One Sunday afternoon several years ago, my then preschool-aged niece decided to host a tea party for her dolls and stuffed animals. The beverage: thimble-sized sips of flavored cough syrup.
Her parents found her lying groggy on the floor of her bedroom closet, surrounded by dolls and toys. A quick phone call to the Hennepin Regional Poison Center at Hennepin County Medical Center reassured them she would be OK, although she was drowsy for the rest of the day.
A spoonful of sugar is supposed to help make the medicine go down. But is this a good thing or a bad thing?
These days it’s often hard to even tell the visual difference between pills and candy, let alone how they taste. This point was driven home for me when I checked out “Choose Your Poison,” an online quiz devised by the California Poison Control System to increase consumer awareness of look-alike medications and candy.
It’s more challenging than you’d think. I’m embarrassed to report that when I took the interactive quiz, my score wasn’t very good. Granted, it’s hard to distinguish orange ibuprofen capsules from orange-flavored breath mints solely on the basis of a photograph. But who knew a piece of bubble gum and a chewable antacid tablet could look so similar? Or that rat poison might be mistaken for mini sweet and sour candies?
(This cool little quiz is also available as an iPhone app.)
If even adults can’t always tell the difference, how could a 3-year-old?
What’s concerning is how the line is increasingly being blurred, often in the name of making medications more palatable to children who need to take them – grape- and cherry-flavored cough medicine, for instance, or kiddie vitamins that resemble Gummi Bear candies. They look, smell and even taste good to kids.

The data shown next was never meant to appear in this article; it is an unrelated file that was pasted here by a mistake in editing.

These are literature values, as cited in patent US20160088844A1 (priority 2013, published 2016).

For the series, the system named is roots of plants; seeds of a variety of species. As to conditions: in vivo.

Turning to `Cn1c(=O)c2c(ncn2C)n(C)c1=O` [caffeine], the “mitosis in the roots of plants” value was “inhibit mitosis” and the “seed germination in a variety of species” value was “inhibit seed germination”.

Prescription and over-the-counter medications unfortunately are one of the leading sources of accidental poisoning among children. And as the episode with my niece demonstrates, kids often don’t stop with one swig or one pill if the medication is sweet and nicely flavored. Overdose, sometimes with serious consequences, can be the result. Only three months ago the FDA issued a warning about benzonatate, a prescription cough medicine that looks like candy and has led to accidental overdose and death among children.
Some tips from the experts with the Minnesota Poison Control System: Teach children never to take medication unless it’s given to them by a parent. Keep all medication, including vitamins, in a secure storage place, preferably one that can be locked. Because children often like to imitate adults, don’t take medication in front of them. And don’t ever refer to medicine as candy or lead children to believe medicine is similar to candy.
This isn’t exactly a new issue. Kids like to explore and put things in their mouth, especially if it’s sweet. Medication’s frequent resemblance to candy has always made it somewhat tempting. There was a time, though, when medicine was more likely to look and taste, well, medicinal. In making it more pleasant so it’s easier for children to take, have we exchanged one problem for another?
Photo: Wikimedia Commons